small one, and without trial tackle, consequently Walters had only his opinion to guide him, nevertheless after the colt's final gallop on Saturday ho again repeated the following dictum: "Goldsecker's very well, but a bit soft yet. Ho will be in prime fettle (quite 141b better than he is now) by Kempton, and I should reserve him for the Jubilee Handicap if I were you." This course Mr Leybourue determined on, but a number of his friends and employed (he is the proprietor of the Buxton Bon Marche, a sort of Whiteley's) having backed the horse for the City and Suburban, and young Tom Cannon having been engaged to ride it, was resolved to givo the B.P. the harmless satisfaction of a run for their money. The stable made no secret of the policy they were pursuing, and the Ring offered 25 to 1 fruitlessly till the owner himself declined a bet of 1,000 to 30, when Goldseeker finally retired to 50 to 1 offered. Little Cannon had no instructions, save " don't finish the horse when he's beaten," and naturally imagined, like everyone else, that his mount would bo pumped out at the end of five furlongs or so. Nineteen runners went to the post for the big race, that abominable flat-catcher The Baron once again finishing up a roaring hot first favorite at 5 to 1 to win and evens for a place. Wise Man (very firm throughout) stood at 11 to 2, 6to 1 being laid freely against Bullion and 8 to 1 Ashplant, an eleventh hour demonstration. Of the outsiders, Veracity at 100 to 6 and Felix at 20 to 1 were most fancied.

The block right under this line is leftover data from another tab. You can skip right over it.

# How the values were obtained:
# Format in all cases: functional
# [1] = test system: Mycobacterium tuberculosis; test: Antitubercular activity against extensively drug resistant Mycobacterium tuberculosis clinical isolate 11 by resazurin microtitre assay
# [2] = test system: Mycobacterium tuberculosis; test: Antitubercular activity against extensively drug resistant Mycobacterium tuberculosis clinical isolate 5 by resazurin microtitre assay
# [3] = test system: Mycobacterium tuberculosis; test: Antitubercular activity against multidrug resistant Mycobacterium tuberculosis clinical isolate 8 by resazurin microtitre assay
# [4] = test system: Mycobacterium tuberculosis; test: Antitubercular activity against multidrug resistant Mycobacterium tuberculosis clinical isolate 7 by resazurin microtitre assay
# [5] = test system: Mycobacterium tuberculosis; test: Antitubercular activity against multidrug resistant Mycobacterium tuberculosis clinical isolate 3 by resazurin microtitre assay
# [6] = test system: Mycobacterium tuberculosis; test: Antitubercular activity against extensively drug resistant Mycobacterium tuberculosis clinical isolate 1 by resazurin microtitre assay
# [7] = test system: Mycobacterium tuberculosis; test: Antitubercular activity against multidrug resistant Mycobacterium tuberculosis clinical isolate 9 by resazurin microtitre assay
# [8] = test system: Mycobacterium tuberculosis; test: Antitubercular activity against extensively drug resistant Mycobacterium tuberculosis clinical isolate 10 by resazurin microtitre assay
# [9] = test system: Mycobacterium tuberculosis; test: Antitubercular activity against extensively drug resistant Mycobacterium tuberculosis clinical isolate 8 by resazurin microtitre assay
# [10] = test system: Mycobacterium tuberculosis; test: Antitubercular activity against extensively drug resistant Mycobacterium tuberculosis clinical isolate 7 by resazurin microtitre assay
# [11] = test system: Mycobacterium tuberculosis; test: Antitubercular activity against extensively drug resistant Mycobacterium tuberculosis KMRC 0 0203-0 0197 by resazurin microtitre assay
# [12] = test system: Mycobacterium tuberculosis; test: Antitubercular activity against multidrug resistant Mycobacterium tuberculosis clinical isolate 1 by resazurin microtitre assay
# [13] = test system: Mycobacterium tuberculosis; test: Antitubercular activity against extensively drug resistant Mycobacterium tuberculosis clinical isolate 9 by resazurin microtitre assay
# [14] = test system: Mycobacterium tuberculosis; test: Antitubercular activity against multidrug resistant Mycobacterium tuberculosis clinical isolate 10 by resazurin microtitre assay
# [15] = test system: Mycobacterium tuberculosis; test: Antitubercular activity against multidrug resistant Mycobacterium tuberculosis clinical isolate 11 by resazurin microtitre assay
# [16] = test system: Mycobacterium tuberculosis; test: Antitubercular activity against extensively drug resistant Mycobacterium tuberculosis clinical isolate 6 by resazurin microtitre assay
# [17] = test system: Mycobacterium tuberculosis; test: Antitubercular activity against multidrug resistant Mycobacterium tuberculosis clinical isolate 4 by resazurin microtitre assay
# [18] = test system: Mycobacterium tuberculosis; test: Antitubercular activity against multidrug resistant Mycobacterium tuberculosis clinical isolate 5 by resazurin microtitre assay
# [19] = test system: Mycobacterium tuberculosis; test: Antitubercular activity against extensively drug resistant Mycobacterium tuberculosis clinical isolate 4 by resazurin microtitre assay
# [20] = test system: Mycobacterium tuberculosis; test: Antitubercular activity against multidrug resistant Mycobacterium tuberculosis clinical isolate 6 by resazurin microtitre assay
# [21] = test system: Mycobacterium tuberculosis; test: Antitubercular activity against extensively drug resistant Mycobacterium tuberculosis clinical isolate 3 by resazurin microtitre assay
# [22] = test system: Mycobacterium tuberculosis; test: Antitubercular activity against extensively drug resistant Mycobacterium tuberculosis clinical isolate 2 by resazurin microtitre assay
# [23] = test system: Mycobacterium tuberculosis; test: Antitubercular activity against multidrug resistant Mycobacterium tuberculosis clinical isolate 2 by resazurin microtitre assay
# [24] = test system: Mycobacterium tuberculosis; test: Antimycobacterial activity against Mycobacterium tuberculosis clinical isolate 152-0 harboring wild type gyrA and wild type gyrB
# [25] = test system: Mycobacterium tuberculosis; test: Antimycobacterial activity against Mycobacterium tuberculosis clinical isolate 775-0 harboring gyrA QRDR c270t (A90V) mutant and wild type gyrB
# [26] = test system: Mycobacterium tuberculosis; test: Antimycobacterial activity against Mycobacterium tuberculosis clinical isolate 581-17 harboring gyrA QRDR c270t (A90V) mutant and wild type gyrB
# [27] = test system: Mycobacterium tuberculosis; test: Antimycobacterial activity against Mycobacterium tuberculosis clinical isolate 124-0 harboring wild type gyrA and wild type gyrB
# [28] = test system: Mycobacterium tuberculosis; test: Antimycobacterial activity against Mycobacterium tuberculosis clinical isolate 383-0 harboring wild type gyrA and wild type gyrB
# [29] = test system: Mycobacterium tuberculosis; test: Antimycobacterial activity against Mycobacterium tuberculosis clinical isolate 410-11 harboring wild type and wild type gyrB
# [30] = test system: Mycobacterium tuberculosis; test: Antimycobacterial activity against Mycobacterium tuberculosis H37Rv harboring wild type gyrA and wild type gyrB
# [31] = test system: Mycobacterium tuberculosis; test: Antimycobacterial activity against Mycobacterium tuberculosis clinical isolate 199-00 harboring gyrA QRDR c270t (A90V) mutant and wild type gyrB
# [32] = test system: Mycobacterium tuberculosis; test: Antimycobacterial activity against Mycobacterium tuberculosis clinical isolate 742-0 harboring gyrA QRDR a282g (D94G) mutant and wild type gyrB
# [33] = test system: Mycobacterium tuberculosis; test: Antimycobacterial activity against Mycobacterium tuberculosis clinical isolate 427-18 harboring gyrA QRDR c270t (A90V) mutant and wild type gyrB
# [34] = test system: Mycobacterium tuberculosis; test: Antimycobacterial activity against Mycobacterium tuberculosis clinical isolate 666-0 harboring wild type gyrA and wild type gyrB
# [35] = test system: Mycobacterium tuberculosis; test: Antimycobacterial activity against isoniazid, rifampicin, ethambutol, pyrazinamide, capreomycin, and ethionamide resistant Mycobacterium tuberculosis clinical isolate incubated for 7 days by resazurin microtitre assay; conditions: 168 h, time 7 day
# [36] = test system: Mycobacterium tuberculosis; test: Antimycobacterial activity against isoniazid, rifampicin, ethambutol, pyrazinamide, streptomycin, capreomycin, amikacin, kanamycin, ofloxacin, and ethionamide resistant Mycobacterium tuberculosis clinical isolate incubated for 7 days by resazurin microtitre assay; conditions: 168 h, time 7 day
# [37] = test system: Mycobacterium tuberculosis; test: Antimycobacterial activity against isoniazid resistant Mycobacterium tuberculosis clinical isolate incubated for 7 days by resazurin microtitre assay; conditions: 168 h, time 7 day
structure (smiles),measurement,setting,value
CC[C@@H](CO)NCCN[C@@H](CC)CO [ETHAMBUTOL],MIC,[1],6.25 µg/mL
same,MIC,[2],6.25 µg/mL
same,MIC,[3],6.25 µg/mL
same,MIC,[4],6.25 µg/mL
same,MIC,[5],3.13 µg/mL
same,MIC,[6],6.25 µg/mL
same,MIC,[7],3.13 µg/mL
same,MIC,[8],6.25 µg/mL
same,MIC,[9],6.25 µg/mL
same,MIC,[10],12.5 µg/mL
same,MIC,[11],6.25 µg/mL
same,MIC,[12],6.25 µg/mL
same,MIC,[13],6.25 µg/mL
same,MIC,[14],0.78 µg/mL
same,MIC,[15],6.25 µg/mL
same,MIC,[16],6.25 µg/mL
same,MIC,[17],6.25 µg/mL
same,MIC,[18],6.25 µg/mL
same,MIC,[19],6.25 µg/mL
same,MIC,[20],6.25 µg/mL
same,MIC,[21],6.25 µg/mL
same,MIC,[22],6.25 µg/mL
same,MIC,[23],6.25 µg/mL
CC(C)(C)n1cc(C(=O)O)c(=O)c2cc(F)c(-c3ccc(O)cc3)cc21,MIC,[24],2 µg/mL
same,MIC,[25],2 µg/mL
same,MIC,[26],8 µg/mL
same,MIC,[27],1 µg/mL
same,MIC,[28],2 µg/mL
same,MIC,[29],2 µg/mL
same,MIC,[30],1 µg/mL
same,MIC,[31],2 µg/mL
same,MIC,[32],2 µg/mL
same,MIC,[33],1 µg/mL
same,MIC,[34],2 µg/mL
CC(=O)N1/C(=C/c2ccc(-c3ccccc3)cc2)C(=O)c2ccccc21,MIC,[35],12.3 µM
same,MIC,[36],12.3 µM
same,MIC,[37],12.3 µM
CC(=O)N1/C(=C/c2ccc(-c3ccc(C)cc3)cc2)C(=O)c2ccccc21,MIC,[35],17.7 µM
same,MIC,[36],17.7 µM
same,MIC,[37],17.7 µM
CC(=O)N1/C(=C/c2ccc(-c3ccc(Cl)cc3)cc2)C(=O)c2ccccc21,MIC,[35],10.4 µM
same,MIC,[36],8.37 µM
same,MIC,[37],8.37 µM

The story of the race is soon told, as, to the intense chagrin of all concerned, Goldseeker made every yard of the running, and won in a canter by a length and threequarters. Half way up the straight Bullion made a gallant attempt to overhaul the leader, and so did Wise Man and Fullerton, The first named was certainly second best; but, having no place orders, little Allsop pulled him out when pursuit seemed hopeless and left Fullerton and Wise Man to run second and third. To appreciate the grimness of this fiasco to the full one merely requires to add that Goldseeker will now have to put up a 14ib penalty at Kempton, which brings his weight up to 9st lib. The faces of Walters and Mr Leybourne (neither of whom are precisely racing tyros) presented a rich treat to the Ring, who naturally rejoiced greatly in the turn-up. The lucky Heath House stable subsequently introduced us to another smart youngster in Lord Hastings's Pink Pearl (by Blair Brummel—lrish Pearl), who was well backed and won the Hyde Park Plate, of 500 sovs, for two-year-olds, easily from Mr Lowther's M'Morrow, Captain Orr Ewing's Tostig, and a large field. ' Vanity Fair,' commenting on the victories of Lochiel in the Australian Cup and Autumn Handicap at Flemington, under